Olive oil is unlikely to cause allergic reactions, and as such is used in preparations for lipophilic drug ingredients. It does have demulcent properties, and mild laxative properties, acting as a stool softener. It is also used at room temperature as an ear wax softener. Olive oil is also a potent blocker of intestinal contractions, and can be used to treat excessive Borborygmus.
Preliminary research indicates that olive oil could possibly be a chemopreventive agent for peptic ulcer or gastric cancer, but confirmation requires further in vivo study. Olive oil was also found to reduce oxidative damage to DNA and RNA, which may be a factor in preventing cancer.
Unsaturated oils, such as olive oil, have a short shelf life and are prone to becoming rancid from oxidation, which will produce toxic byproducts and a bitter taste. Protection of unsaturated oils from heat and light will delay spoilage.
Extra virgin olive oil is mostly used as a salad dressing and as an ingredient in salad dressings. It is also used with foods to be eaten cold. If uncompromised by heat, the flavor is stronger. It also can be used for sautéing.
The higher the temperature to which the olive oil is heated, the more one should prefer the use of refined olive oils. When extra virgin olive oil is heated above 350 °F (177 °C), the unrefined particles within the oil are burned. This leads to deteriorated taste. Also, the pronounced taste of extra virgin olive oil is not a taste most people like to associate with their deep fried foods. Refined olive oils are perfectly suited for deep frying foods and should be replaced after several uses.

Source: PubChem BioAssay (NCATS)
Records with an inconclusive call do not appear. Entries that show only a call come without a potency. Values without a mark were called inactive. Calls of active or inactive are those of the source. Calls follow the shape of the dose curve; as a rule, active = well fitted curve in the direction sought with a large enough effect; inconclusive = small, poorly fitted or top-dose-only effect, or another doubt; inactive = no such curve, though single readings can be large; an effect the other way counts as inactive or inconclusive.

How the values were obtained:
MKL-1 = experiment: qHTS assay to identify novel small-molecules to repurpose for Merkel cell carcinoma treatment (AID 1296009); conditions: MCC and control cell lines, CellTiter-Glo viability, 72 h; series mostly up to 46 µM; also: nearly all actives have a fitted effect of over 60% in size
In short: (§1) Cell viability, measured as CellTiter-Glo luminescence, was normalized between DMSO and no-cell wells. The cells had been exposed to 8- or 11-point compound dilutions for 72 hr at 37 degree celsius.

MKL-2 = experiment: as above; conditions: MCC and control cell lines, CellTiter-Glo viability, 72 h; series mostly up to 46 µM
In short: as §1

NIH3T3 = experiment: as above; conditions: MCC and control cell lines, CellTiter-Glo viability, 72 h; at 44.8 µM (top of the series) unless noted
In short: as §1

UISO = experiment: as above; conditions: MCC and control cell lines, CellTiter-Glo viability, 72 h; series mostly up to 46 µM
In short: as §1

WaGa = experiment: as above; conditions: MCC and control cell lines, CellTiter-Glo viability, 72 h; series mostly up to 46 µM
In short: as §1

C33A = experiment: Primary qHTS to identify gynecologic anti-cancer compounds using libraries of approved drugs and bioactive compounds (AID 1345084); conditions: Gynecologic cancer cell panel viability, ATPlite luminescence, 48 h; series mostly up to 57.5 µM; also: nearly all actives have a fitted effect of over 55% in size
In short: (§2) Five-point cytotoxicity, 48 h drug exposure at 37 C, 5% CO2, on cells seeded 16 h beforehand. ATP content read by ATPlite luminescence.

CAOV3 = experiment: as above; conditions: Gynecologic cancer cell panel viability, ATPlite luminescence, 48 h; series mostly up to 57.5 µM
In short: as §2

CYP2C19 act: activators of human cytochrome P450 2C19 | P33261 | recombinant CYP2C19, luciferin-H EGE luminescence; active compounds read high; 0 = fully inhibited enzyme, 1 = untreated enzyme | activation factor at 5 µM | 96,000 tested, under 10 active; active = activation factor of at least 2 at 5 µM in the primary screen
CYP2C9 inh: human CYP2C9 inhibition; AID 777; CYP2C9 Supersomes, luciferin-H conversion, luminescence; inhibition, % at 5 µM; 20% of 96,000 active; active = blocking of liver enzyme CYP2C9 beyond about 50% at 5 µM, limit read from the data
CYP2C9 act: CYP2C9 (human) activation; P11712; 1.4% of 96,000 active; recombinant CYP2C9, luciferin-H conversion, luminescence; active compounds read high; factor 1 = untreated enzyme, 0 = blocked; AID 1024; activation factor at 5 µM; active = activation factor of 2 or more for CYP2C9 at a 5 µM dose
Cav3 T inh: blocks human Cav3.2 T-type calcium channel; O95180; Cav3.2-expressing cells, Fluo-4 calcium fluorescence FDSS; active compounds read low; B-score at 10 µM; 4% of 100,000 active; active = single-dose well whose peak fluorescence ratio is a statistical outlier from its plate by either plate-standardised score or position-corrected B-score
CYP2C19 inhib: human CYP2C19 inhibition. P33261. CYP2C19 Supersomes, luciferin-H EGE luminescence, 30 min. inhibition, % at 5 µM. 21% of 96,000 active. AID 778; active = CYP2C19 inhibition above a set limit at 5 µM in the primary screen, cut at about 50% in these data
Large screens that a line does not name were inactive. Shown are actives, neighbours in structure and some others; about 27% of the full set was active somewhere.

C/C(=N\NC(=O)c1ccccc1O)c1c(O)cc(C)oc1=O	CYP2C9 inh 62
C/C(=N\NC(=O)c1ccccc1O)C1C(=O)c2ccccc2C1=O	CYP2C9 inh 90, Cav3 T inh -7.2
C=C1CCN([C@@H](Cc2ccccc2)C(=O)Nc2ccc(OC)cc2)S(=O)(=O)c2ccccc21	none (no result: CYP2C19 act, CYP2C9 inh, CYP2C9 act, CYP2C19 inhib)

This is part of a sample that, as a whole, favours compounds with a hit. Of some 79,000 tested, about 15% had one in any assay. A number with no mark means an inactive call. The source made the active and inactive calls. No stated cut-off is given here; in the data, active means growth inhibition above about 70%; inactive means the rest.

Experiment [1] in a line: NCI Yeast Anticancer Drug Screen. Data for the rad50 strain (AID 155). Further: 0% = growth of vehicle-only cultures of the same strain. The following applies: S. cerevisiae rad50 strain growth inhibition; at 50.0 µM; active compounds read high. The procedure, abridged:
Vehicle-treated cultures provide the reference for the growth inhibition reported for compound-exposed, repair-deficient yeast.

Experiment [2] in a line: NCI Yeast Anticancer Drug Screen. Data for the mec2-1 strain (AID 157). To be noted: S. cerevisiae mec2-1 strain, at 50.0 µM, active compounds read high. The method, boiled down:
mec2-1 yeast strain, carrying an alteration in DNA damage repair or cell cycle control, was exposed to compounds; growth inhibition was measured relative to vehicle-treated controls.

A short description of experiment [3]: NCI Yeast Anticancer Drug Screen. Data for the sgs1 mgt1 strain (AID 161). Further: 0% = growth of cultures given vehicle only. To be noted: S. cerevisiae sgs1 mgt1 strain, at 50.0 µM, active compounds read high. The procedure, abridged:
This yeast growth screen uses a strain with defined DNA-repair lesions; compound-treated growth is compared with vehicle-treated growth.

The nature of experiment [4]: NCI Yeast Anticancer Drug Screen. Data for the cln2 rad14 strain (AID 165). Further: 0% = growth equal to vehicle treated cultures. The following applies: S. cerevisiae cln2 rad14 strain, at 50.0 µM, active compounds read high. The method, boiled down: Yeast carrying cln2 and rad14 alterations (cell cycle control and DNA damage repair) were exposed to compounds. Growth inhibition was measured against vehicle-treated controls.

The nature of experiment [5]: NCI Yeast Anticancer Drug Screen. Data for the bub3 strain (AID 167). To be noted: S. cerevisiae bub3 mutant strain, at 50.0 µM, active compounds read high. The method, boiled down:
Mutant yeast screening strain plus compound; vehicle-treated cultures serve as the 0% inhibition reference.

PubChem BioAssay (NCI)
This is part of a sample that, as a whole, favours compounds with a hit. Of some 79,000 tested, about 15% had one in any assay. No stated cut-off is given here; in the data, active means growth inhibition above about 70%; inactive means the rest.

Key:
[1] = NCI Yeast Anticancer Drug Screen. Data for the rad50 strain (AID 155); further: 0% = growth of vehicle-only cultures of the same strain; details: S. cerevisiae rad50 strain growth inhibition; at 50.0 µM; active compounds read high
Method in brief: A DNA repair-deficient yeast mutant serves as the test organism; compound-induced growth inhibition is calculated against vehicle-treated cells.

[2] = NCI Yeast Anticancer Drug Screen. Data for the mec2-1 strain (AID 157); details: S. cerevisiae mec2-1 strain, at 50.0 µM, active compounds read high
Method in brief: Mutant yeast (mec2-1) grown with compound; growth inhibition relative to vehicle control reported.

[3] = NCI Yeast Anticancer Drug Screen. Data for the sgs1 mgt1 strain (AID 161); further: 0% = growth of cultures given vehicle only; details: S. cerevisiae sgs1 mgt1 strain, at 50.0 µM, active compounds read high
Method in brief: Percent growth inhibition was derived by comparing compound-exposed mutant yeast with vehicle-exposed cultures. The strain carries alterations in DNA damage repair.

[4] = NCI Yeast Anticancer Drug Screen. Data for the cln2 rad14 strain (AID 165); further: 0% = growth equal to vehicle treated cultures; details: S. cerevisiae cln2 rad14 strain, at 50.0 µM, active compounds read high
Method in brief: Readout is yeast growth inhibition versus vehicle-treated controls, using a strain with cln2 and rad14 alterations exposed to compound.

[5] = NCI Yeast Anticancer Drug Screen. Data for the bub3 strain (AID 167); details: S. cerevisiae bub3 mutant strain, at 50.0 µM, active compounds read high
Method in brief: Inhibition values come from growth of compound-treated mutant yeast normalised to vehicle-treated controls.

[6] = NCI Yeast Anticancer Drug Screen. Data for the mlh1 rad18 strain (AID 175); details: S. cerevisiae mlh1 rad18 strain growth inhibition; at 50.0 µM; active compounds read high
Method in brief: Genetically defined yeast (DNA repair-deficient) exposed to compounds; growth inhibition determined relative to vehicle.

Choosing a cold-pressed olive oil can be similar to selecting a wine. The flavour of these oils varies considerably and a particular oil may be more suited for a particular dish. Also, people who like lots of tannins in their red wines might prefer more bitter olive oils.
An important issue often not realized in countries that do not produce olive oil is that the freshness makes a big difference. A very fresh oil, as available in an oil producing region, tastes noticeably different from the older oils available elsewhere. In time, oils deteriorate and become stale. One-year old oil may be still pleasant to the taste, but it is surely less fragrant than fresh oil. After the first year, olive oil should be used for cooking, not for foods to be eaten cold, like salads.
The taste of the olive oil is influenced by the varietals used to produce the oil from and by the moment when the olives are harvested and ground (less ripe olives give more bitter and spicy flavors, which is a positive attribute - riper olives give a sweeter sensation in the oil).
Olive oil has more uses than as food; it also works as a natural and safe lubricant, such as lubricating the machinery that is used within the kitchen (grinders, blenders, cookware, etc.)
|Polyunsaturated fatty acids||Oleic acid
|Total poly||linolenic acid
|Canola||7.365||63.276||28.142||10||22||62||400 °F (204 °C) |
|Coconut||86.500||5.800||1.800||-||2||6||350 °F (177 °C) |
|Corn||12.948||27.576||54.677||1||58||28||450 °F (232 °C) |
|Cottonseed||25.900||17.800||51.900||1||54||19||420 °F (216 °C) |
|Olive||13.808||72.961||10.523||1||10||71||374 °F (190 °C) |
|Palm||49.300||37.000||9.300||-||10||40||455 °F (235 °C) |
|Peanut||16.900||46.200||32.000||-||32||48||437 °F (225 °C) |
|Safflower (high oleic)||7.541||75.221||12.820||0.096||12.724||74.742||510 °F (266 °C) |
|Soybean||15.650||22.783||57.740||7||54||24||460 °F (238 °C) |
|10.100||45.400||40.100||0.200||39.800||45.300||440 °F (227 °C) |
|Values as weight percent (%) of total fat.|